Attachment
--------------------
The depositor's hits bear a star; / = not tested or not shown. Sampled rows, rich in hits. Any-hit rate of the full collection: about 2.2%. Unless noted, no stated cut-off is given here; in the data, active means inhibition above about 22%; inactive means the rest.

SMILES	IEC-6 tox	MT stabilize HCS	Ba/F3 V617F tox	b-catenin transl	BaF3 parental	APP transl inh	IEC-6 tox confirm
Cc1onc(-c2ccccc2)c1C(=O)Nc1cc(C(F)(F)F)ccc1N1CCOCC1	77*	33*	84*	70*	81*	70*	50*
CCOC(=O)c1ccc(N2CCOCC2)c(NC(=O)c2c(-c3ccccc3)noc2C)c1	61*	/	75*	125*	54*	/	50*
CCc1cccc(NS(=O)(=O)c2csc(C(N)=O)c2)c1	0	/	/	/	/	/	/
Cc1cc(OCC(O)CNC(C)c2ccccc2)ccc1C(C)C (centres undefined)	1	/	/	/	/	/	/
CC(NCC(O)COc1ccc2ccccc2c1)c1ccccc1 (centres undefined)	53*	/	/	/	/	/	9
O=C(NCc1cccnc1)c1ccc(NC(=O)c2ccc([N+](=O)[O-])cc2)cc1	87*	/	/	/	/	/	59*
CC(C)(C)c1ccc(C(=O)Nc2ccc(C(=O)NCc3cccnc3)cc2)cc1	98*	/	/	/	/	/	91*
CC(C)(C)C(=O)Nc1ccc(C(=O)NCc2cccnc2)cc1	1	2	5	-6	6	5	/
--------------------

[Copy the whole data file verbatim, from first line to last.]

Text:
The depositor's hits bear a star; / = not tested or not shown. Sampled rows, rich in hits. Any-hit rate of the full collection: about 2.2%. Unless noted, no stated cut-off is given here; in the data, active means inhibition above about 22%; inactive means the rest.

SMILES	IEC-6 tox	MT stabilize HCS	Ba/F3 V617F tox	b-catenin transl	BaF3 parental	APP transl inh	IEC-6 tox confirm
Cc1onc(-c2ccccc2)c1C(=O)Nc1cc(C(F)(F)F)ccc1N1CCOCC1	77*	33*	84*	70*	81*	70*	50*
CCOC(=O)c1ccc(N2CCOCC2)c(NC(=O)c2c(-c3ccccc3)noc2C)c1	61*	/	75*	125*	54*	/	50*
CCc1cccc(NS(=O)(=O)c2csc(C(N)=O)c2)c1	0	/	/	/	/	/	/
Cc1cc(OCC(O)CNC(C)c2ccccc2)ccc1C(C)C (centres undefined)	1	/	/	/	/	/	/
CC(NCC(O)COc1ccc2ccccc2c1)c1ccccc1 (centres undefined)	53*	/	/	/	/	/	9
O=C(NCc1cccnc1)c1ccc(NC(=O)c2ccc([N+](=O)[O-])cc2)cc1	87*	/	/	/	/	/	59*
CC(C)(C)c1ccc(C(=O)Nc2ccc(C(=O)NCc3cccnc3)cc2)cc1	98*	/	/	/	/	/	91*
CC(C)(C)C(=O)Nc1ccc(C(=O)NCc2cccnc2)cc1	1	2	5	-6	6	5	/